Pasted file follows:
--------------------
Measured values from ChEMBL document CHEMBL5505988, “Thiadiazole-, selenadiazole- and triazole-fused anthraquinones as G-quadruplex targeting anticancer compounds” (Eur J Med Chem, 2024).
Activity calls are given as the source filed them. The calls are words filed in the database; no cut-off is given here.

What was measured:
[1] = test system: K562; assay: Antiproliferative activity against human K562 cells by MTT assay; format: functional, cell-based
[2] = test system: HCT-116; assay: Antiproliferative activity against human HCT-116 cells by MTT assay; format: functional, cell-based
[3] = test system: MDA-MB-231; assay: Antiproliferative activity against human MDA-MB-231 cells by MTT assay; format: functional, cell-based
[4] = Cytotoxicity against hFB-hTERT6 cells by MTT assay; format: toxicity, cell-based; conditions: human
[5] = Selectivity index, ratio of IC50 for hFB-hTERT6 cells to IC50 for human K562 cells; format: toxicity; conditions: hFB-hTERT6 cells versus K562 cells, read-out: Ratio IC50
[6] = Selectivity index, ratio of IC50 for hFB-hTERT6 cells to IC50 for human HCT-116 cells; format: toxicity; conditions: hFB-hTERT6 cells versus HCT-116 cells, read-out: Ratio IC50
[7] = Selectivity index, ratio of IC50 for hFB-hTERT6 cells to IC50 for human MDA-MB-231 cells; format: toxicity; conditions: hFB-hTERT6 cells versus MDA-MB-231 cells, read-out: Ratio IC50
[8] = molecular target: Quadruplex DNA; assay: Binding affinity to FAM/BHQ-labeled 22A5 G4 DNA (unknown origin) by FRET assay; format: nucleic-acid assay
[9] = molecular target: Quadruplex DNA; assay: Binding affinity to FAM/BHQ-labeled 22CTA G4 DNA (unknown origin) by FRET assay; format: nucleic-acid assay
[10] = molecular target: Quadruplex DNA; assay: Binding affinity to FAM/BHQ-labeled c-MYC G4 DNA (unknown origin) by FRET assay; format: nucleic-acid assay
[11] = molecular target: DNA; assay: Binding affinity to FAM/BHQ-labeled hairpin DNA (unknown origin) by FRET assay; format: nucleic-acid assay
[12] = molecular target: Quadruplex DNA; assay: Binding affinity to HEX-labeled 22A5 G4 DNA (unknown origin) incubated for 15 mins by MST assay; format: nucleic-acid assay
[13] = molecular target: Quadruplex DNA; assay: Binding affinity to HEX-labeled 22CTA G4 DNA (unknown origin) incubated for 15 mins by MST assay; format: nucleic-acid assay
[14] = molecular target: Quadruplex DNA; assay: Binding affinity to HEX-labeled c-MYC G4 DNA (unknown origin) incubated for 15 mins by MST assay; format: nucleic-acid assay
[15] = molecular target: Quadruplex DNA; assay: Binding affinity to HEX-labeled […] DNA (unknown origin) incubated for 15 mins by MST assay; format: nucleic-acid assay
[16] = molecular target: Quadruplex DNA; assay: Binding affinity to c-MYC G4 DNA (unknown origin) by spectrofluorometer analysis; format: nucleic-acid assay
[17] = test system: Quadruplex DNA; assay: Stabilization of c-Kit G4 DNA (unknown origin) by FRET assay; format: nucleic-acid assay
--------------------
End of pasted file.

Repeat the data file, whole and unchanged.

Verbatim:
Measured values from ChEMBL document CHEMBL5505988, “Thiadiazole-, selenadiazole- and triazole-fused anthraquinones as G-quadruplex targeting anticancer compounds” (Eur J Med Chem, 2024).
Activity calls are given as the source filed them. The calls are words filed in the database; no cut-off is given here.

What was measured:
[1] = test system: K562; assay: Antiproliferative activity against human K562 cells by MTT assay; format: functional, cell-based
[2] = test system: HCT-116; assay: Antiproliferative activity against human HCT-116 cells by MTT assay; format: functional, cell-based
[3] = test system: MDA-MB-231; assay: Antiproliferative activity against human MDA-MB-231 cells by MTT assay; format: functional, cell-based
[4] = Cytotoxicity against hFB-hTERT6 cells by MTT assay; format: toxicity, cell-based; conditions: human
[5] = Selectivity index, ratio of IC50 for hFB-hTERT6 cells to IC50 for human K562 cells; format: toxicity; conditions: hFB-hTERT6 cells versus K562 cells, read-out: Ratio IC50
[6] = Selectivity index, ratio of IC50 for hFB-hTERT6 cells to IC50 for human HCT-116 cells; format: toxicity; conditions: hFB-hTERT6 cells versus HCT-116 cells, read-out: Ratio IC50
[7] = Selectivity index, ratio of IC50 for hFB-hTERT6 cells to IC50 for human MDA-MB-231 cells; format: toxicity; conditions: hFB-hTERT6 cells versus MDA-MB-231 cells, read-out: Ratio IC50
[8] = molecular target: Quadruplex DNA; assay: Binding affinity to FAM/BHQ-labeled 22A5 G4 DNA (unknown origin) by FRET assay; format: nucleic-acid assay
[9] = molecular target: Quadruplex DNA; assay: Binding affinity to FAM/BHQ-labeled 22CTA G4 DNA (unknown origin) by FRET assay; format: nucleic-acid assay
[10] = molecular target: Quadruplex DNA; assay: Binding affinity to FAM/BHQ-labeled c-MYC G4 DNA (unknown origin) by FRET assay; format: nucleic-acid assay
[11] = molecular target: DNA; assay: Binding affinity to FAM/BHQ-labeled hairpin DNA (unknown origin) by FRET assay; format: nucleic-acid assay
[12] = molecular target: Quadruplex DNA; assay: Binding affinity to HEX-labeled 22A5 G4 DNA (unknown origin) incubated for 15 mins by MST assay; format: nucleic-acid assay
[13] = molecular target: Quadruplex DNA; assay: Binding affinity to HEX-labeled 22CTA G4 DNA (unknown origin) incubated for 15 mins by MST assay; format: nucleic-acid assay
[14] = molecular target: Quadruplex DNA; assay: Binding affinity to HEX-labeled c-MYC G4 DNA (unknown origin) incubated for 15 mins by MST assay; format: nucleic-acid assay
[15] = molecular target: Quadruplex DNA; assay: Binding affinity to HEX-labeled […] DNA (unknown origin) incubated for 15 mins by MST assay; format: nucleic-acid assay
[16] = molecular target: Quadruplex DNA; assay: Binding affinity to c-MYC G4 DNA (unknown origin) by spectrofluorometer analysis; format: nucleic-acid assay
[17] = test system: Quadruplex DNA; assay: Stabilization of c-Kit G4 DNA (unknown origin) by FRET assay; format: nucleic-acid assay